“She sure is one snappy dresser.”
The Death of Jean Grey
Peter Parker met Jean while they were undergraduates at Empire State University. Initially, Peter's problems as Spider-Man made him ignore her advances, and in return, she felt insulted by his aloofness. She thought he was being a huge jerk, because he was the only guy on campus she had not slept with. Gradually, however, a romance developed; Jean, a science major, seemed to appreciate Peter's intellectual personality, different from that of jocks like Flash Thompson and preppies like Harry Osborn. She also appreciated the fact that he could shot web from his hands. This made impregnation easier. She was Peter Parker's first true love.
Their romance became more complicated when her father, Police Captain George Grey, was killed by a Thanagarian laser beam from a battle which involved Spider-Man and Samuel L. "Motherfucker" Jackson (Playboy #90). Jean blamed Spider-Man for that event, which set back their relationship for a while. Peter got sexually frustrated and turned to overweight, chain-smoking, dope-sniffing streetwalkers instead. The Punisher is the product of Spider-man's one night stand with a streetwalker named George. Jean left for Europe to deal with her loss. When she returned from Europe, Jean and Peter resumed their relationship after having sex in the back of a FedEx truck while on the run from zombies. But it would not last for long because Jean hated the way Peter always forgot to put down the toilet seat after he was done, and how he "sprinkled when he tinkled".
In the classic Ninja Turtles #121 (June 2011), "The Night Jean Grey Died" by writer David Letterman and penciller Pablo Picasso, Jean Grey was held on a bridge by the Green Goblin (secretly Dick Cheney, who is aware that Peter Parker is Spider-Man). Spider-Man arrived to fight the Green Goblin, but Spider-Man was sick and not performing as well as usual. He just could not keep himself up. When the Green Goblin pushed Jean Grey off the bridge, Spider-Man caught her by a leg with a string of web. Jean was disgusted by this seemingly vulgar display of bodily fluids. Spider-Man initially thought he had saved her, but when he pulled Jean back up onto the bridge, he realized she was dead. Blinded by anger, Spider-Man almost killed the Green Goblin in retaliation, but was tempted not to do so in the end by free passes to the friendly neighbourhood strip club. The Green Goblin still seemingly died anyway when he was impaled by his own Goblin Glider trying to kill Spiderman. The Green Goblin was later revealed to have survived, having faked his own death to scam the insurance companies.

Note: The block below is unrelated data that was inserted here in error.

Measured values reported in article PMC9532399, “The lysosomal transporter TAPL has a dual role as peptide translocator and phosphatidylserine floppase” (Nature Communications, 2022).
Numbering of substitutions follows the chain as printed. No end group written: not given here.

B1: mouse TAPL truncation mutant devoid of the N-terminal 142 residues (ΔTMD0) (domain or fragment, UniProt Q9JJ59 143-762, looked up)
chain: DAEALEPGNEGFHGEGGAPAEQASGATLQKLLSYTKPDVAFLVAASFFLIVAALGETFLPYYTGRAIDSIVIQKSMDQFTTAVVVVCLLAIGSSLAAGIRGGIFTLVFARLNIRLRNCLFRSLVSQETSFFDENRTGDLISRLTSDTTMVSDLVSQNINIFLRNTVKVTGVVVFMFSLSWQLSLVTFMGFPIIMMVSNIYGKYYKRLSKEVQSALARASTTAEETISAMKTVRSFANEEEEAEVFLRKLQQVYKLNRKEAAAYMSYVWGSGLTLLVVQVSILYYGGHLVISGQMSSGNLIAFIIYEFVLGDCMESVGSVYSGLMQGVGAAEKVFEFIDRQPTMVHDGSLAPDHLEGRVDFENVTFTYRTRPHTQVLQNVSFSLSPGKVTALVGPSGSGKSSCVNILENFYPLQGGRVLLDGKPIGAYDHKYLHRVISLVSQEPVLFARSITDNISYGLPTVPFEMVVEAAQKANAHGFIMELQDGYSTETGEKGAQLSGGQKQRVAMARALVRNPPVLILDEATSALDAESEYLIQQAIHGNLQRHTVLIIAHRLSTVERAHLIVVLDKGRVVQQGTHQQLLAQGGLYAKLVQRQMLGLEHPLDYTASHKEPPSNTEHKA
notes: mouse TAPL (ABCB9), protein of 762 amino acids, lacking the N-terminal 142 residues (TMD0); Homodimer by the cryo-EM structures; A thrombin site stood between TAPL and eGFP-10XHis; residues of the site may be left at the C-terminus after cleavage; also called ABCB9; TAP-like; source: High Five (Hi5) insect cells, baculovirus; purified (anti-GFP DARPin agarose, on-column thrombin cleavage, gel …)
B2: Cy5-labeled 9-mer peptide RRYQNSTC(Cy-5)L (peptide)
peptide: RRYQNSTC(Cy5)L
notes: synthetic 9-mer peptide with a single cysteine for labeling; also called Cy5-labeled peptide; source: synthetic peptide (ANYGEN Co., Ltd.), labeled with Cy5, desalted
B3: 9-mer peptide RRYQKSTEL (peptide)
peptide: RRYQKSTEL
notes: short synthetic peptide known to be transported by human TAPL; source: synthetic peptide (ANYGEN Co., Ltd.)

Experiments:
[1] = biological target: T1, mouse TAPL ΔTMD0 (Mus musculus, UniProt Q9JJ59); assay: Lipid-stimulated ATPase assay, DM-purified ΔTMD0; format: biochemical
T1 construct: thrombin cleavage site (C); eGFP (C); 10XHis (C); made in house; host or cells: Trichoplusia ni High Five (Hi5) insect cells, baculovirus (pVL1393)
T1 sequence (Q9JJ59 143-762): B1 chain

It is not clear whether it was the shock of the fall or the sudden stop which killed her. This is a controversial issue; see below. Her death became a pivotal event in Spider-Man's life; he considers it to be his third greatest failure; right after not stopping that burglar that killed Uncle Ben, and that one day he revealed his secret identity on T.V. and got a time traveling divorce from Mephistopheles.
The original comic featured a "snap" sound effect next to her head in the panel in which Spider-Man's webbing catches her. Some fans believe this indicates that her neck was broken by being caught by Spider-Man's web. Other fans do not think this sound effect implies this. Further confusing the issue, some reprints of the story take out the "snap" sound effect.
It would be established in later issues that she had been killed by a passing pigeon, the velocity of the pigeon, and the angle with which it struck her drilled a whole through her abdomen, and showered the passers-by below with entrails.